The Potential of the Fair Housing Act’s Affirmative Mandate and HUD’s AFFH Rule

Research & Policy | April 25th 2019

NYU Furman Center Faculty Director Katherine O’Regan and NYU Furman Center Distinguished Fellow Ken Zimmerman recently published an article in the journal Cityscape, examining The Potential of the Fair Housing Act’s Affirmative Mandate and HUD’s AFFH Rule. The article reviews the Fair Housing Act (FHA) as well as HUD’s Affirmatively Furthering Fair Housing (AFFH) rule and reflects on the ongoing barriers to fair housing.

This article details:

  • Why the AFFH rule was created
  • The origins and theory behind the new rule and a summary of its details
  • Key critiques of the rule
  • Suggestions on how HUD’s approach can help usher in a new era of equity planning

The authors note that the FHA was passed as Civil Rights legislation in 1968 and maintained that there be fair housing throughout the United States, however, this legislation failed to define “fair housing” and therefore became subject to interpretation. Congress recognized that simply combating future discrimination would not be enough to overcome the history of racialized policy and practices that led to dual housing markets and what the Kerner Commission famously recognized as “two societies”. For this reason, the FHA required the Federal government to take “affirmative” steps to overcome racial discrimination, a requirement now referred to as the AFFH mandate. The authors note that this recognition of structural inequality and racism was visionary.

The authors recount that with the 2008 election of President Barack Obama and his appointment of Shaun Donovan as HUD Secretary, the new administration revisited the AFFH mandate to determine how it could be revitalized as part of the administration’s broad commitment to furthering equity. Secretary Donovan began with the following measures:

  1. HUD recognized that major challenges, ranging from climate change to ongoing racial disparities along numerous measures of well-being, required approaches that transcended public sector silos and would best be achieved by coordinated planning and integrated resource allocation.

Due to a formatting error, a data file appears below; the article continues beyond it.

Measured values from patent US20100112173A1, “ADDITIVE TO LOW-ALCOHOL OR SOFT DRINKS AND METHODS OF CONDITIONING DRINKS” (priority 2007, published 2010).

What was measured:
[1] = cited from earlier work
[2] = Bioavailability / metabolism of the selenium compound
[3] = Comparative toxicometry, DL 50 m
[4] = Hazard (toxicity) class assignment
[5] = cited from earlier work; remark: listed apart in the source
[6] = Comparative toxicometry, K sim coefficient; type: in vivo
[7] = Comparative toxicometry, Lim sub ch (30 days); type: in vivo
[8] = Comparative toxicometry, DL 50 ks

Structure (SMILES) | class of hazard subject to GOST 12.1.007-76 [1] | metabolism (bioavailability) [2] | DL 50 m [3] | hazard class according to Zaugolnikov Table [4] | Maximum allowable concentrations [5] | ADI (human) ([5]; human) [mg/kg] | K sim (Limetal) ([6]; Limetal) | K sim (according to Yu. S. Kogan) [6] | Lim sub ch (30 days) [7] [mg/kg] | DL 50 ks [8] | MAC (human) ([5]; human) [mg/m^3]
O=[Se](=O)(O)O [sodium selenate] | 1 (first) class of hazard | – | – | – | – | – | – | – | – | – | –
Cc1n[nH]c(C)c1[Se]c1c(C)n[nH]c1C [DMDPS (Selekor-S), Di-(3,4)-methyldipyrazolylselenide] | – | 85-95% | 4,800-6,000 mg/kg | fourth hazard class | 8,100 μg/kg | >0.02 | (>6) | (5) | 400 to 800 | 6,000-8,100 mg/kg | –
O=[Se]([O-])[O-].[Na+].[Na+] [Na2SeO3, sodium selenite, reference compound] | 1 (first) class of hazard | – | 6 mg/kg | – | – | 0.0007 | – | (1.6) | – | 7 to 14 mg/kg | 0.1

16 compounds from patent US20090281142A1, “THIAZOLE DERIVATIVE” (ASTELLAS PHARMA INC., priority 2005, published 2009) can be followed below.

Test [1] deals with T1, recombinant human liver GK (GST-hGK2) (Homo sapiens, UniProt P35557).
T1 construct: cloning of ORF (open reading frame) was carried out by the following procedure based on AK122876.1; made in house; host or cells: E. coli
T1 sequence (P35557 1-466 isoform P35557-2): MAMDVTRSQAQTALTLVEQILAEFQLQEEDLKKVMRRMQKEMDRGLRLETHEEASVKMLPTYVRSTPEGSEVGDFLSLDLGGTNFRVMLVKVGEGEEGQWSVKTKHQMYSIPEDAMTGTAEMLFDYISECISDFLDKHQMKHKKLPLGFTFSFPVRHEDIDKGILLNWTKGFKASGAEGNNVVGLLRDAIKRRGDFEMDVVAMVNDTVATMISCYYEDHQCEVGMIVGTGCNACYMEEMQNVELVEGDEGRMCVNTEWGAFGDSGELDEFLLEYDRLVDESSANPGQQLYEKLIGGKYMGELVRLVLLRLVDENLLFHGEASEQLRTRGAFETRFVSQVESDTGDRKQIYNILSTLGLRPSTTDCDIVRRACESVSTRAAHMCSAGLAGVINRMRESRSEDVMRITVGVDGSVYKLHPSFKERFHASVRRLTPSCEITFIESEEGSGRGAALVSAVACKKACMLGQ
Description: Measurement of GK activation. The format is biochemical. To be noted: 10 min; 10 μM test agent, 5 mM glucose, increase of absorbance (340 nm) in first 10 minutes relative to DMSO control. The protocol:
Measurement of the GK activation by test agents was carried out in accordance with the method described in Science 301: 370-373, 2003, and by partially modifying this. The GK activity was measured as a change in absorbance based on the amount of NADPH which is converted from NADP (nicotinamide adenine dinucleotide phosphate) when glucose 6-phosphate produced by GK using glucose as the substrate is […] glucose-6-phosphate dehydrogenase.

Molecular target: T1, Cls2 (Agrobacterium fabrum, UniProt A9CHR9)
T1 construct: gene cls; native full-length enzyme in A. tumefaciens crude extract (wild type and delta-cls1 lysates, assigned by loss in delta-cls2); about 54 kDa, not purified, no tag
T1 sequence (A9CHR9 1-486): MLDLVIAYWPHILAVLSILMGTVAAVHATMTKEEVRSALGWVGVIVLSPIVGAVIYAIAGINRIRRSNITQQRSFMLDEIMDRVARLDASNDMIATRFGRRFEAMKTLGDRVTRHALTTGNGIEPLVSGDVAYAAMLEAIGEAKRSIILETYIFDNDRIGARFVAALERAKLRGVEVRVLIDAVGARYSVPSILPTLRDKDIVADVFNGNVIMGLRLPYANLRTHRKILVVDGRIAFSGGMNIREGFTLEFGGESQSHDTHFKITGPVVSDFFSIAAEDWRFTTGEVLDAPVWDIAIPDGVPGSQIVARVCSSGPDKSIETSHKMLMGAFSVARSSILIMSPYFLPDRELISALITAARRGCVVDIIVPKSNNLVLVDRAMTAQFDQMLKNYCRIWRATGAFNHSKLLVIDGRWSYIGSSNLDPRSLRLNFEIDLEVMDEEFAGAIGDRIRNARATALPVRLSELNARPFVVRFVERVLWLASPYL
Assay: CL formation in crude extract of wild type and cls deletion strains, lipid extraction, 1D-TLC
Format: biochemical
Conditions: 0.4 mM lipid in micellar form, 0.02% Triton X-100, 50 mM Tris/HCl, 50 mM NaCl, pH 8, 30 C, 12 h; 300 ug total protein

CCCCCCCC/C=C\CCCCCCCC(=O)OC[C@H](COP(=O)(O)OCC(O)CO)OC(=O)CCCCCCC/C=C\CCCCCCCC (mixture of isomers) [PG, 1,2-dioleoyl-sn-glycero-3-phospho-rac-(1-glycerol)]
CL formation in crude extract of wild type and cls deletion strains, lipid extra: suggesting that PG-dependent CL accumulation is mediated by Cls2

2. HUD aspired to revisit how best to define the respective roles of the Federal government and state and local actors in operationalizing the AFFH mandate.
  3. Robust community engagement to improve both process and outcome.

The authors recount that in 2015, after nearly 7 years of internal and public debate, HUD moved past its aspirational theory and issued its final AFFH rule. To provide clarity of purpose, HUD’s rule defined the duty to affirmatively further fair housing for the first time. Specifically, the AFFH mandate required “meaningful” actions to—“overcome patterns of segregation and foster inclusive communities free from barriers that restrict access to opportunity based on protected characteristics.

The authors note that the rule articulated four objectives for the AFFH effort: (1) to address significant disparities in housing needs and in access to opportunity, (2) to replace segregated living patterns with truly integrated and balanced living patterns, (3) to transform racially or ethnically concentrated areas of poverty into areas of opportunity, and (4) to foster and maintain compliance with civil rights and fair housing laws.

The authors conclude by identifying areas for further observation for equity planning including:

  • How to integrate funding streams and planning processes to further equity principles?
  • What resources do state and local governments need to achieve desired equity outcomes?
  • What type of accountability measures could be put in place to hold bad actors accountable while supporting well-intentioned recipients?
  • How to best develop meaningful community participation, especially in low-income communities and communities of color?
  • How can one learn from this process and provide meaningful feedback so that Federal, state, and local agencies can improve the process?

The authors also state their firm belief in the possibility to build on the AFFH rule and develop an approach to equity planning and fair housing programming. Those views mirror comments the NYU Furman Center submitted arguing that HUD should not ignore the early promise of the new rule.

Additional Resources:

On the interactive website Local Housing Solutions, NYU Furman Center and Abt Associates provide policy briefs on fair housing topics for cities for cities to consider when developing a comprehensive and balanced housing strategy. Learn more about Affirmatively furthering fair housing and Reducing housing discrimination.


Rachel A. Flaherty

Graduate Research Assistant, NYU Furman Center

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